Who gets to tell the oil and gas industry what to do?

The West Coast Environmental Law Society is concerned the government isn't consulting with First Nations, municipalities and landowners as it drafts a document that will help ensure oil and gas sites are properly cleaned up after a well is permanently plugged. But an environment ministry spokesperson says those groups will eventually have a say on its contents.

Last week, we told you the ministry will be spending at least $60,000 on a consultant who can improve the inadequate advice its been giving to site operators in northeastern British Columbia on how to assess that environmental damage. The consultant is expected to consult with stakeholders as that guidance document is drafted.

But, according to a document posted on the province's procurement Website, those stakeholders will include government ministries, two petroleum industry groups, the society regulating professionals authorized to review contaminated sites, as well as "individual oil companies and individual consulting firms."

Municipalities and landowners didn't make that list. The document also states there isn't "a role for First Nations at this stage," with those groups only being engaged if the advice the consultant develops is turned into "formal technical guidance" for the industry.

That's a concern for West Coast Environmental Law Society lawyer Andrew Gage.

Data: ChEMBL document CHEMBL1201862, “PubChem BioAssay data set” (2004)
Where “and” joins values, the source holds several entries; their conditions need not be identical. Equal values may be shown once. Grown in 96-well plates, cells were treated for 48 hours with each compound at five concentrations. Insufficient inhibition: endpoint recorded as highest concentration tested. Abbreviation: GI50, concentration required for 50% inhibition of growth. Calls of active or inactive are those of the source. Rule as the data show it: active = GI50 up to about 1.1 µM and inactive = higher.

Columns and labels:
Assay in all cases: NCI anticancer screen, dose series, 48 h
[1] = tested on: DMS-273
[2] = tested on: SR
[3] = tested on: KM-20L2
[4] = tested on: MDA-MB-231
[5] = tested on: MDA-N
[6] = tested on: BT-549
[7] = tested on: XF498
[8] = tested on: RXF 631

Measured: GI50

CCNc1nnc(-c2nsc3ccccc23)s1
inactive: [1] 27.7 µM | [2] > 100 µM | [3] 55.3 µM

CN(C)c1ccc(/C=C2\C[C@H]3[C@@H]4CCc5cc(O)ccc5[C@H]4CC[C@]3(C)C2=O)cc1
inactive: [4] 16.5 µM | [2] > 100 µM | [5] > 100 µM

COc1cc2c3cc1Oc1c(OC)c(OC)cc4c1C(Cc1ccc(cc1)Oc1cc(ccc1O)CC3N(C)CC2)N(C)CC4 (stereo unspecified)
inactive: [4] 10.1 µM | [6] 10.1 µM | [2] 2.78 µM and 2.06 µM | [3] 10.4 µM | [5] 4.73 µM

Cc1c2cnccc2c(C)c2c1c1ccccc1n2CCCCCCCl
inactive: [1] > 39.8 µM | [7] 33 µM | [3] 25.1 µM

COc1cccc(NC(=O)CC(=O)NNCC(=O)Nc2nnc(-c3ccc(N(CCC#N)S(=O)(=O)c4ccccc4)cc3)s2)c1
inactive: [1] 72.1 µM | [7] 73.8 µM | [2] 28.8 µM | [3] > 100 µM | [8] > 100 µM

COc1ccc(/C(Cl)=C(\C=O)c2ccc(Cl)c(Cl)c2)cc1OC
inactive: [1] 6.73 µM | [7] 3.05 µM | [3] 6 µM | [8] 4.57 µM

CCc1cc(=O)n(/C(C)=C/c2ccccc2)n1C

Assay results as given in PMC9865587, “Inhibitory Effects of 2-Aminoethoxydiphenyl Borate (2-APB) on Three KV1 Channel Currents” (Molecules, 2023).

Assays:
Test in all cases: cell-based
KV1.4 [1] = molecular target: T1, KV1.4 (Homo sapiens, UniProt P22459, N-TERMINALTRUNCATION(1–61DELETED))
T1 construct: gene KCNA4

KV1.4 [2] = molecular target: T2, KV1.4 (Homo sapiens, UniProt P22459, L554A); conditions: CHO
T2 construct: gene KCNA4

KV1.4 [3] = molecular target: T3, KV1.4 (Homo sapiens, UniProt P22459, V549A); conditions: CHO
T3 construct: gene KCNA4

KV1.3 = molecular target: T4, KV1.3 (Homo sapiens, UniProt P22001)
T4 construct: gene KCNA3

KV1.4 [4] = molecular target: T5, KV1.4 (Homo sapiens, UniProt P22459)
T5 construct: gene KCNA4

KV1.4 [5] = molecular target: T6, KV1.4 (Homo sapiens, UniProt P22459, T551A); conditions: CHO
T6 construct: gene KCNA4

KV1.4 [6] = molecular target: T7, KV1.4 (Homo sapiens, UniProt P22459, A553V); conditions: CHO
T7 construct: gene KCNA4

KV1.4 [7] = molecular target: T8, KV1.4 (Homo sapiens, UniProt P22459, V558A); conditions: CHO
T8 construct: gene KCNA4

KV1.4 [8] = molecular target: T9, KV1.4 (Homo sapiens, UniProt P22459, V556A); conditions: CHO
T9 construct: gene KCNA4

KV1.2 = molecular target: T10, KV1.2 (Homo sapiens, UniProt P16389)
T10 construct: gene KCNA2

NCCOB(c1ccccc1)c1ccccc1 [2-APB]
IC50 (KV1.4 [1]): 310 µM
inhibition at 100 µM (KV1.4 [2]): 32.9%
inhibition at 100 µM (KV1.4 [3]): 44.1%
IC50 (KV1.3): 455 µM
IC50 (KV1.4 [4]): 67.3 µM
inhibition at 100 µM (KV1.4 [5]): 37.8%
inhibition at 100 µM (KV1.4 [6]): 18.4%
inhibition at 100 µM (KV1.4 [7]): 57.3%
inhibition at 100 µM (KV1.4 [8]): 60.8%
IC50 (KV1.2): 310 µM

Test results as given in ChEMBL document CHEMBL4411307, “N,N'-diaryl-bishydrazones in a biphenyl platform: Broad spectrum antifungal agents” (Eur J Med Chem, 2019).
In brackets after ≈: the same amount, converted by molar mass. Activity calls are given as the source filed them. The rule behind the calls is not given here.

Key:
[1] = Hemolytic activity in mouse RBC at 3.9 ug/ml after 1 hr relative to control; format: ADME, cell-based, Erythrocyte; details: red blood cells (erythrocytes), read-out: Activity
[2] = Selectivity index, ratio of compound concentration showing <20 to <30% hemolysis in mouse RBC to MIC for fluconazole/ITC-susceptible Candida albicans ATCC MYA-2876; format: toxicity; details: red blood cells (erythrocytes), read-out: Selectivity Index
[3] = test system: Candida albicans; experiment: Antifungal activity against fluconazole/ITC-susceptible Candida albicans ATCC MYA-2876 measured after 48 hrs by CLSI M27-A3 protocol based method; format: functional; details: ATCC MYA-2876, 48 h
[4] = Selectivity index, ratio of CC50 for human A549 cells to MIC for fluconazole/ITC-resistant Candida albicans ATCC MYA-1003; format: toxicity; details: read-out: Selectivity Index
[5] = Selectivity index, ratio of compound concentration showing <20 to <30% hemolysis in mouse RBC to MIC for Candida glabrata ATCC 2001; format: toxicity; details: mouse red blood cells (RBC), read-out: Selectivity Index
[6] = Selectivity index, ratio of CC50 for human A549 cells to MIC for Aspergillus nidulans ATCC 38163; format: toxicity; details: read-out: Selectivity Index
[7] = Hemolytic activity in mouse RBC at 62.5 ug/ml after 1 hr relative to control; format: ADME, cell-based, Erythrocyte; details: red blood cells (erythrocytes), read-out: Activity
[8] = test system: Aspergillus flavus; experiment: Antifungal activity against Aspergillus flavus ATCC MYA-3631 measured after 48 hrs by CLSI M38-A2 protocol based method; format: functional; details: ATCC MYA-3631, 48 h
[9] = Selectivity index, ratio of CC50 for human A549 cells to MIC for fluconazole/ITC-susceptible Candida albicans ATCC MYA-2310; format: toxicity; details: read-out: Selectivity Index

"If the government doesn't get these guidelines on contaminated sites right, it's not industry stakeholders that pay the price. It's the people who live in the Peace River," he stated in an email.

"The government needs to consult First Nations, local governments and land owner associations. Indeed, the region's First Nations have a constitutionally protected right to be consulted at the earliest stages of this type of initiative."

But the environment ministry spokesperson stated, "First Nations, landowners and local government will, in fact, have the opportunity for input once the draft guidance is developed."

"As with any of our guidance documents, they are always posted for comment and review," the spokesperson continued, with the "final or near final document" being amended based on that input.

The following is a complete copy of the aforementioned document.

Guidance for characterizing contamination questions and answers

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